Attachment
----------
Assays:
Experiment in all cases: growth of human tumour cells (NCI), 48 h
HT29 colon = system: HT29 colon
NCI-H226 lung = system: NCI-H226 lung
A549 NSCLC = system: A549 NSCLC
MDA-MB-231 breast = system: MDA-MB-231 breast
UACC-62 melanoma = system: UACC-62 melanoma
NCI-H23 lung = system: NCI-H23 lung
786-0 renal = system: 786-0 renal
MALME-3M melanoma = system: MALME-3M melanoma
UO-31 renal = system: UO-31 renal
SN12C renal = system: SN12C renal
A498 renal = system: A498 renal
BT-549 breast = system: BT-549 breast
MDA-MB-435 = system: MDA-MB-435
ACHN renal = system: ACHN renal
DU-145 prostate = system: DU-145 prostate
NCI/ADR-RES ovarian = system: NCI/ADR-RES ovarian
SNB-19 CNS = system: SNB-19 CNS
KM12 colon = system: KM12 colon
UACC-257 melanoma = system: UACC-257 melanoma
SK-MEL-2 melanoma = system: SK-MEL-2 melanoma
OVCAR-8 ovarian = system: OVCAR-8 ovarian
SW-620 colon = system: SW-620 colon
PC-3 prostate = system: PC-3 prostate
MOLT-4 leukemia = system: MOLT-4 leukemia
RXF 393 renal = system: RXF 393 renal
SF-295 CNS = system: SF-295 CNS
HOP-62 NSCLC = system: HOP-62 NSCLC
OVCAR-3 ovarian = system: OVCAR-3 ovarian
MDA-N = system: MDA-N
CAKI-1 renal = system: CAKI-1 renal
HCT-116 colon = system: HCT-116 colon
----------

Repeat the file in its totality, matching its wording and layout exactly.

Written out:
Assays:
Experiment in all cases: growth of human tumour cells (NCI), 48 h
HT29 colon = system: HT29 colon
NCI-H226 lung = system: NCI-H226 lung
A549 NSCLC = system: A549 NSCLC
MDA-MB-231 breast = system: MDA-MB-231 breast
UACC-62 melanoma = system: UACC-62 melanoma
NCI-H23 lung = system: NCI-H23 lung
786-0 renal = system: 786-0 renal
MALME-3M melanoma = system: MALME-3M melanoma
UO-31 renal = system: UO-31 renal
SN12C renal = system: SN12C renal
A498 renal = system: A498 renal
BT-549 breast = system: BT-549 breast
MDA-MB-435 = system: MDA-MB-435
ACHN renal = system: ACHN renal
DU-145 prostate = system: DU-145 prostate
NCI/ADR-RES ovarian = system: NCI/ADR-RES ovarian
SNB-19 CNS = system: SNB-19 CNS
KM12 colon = system: KM12 colon
UACC-257 melanoma = system: UACC-257 melanoma
SK-MEL-2 melanoma = system: SK-MEL-2 melanoma
OVCAR-8 ovarian = system: OVCAR-8 ovarian
SW-620 colon = system: SW-620 colon
PC-3 prostate = system: PC-3 prostate
MOLT-4 leukemia = system: MOLT-4 leukemia
RXF 393 renal = system: RXF 393 renal
SF-295 CNS = system: SF-295 CNS
HOP-62 NSCLC = system: HOP-62 NSCLC
OVCAR-3 ovarian = system: OVCAR-3 ovarian
MDA-N = system: MDA-N
CAKI-1 renal = system: CAKI-1 renal
HCT-116 colon = system: HCT-116 colon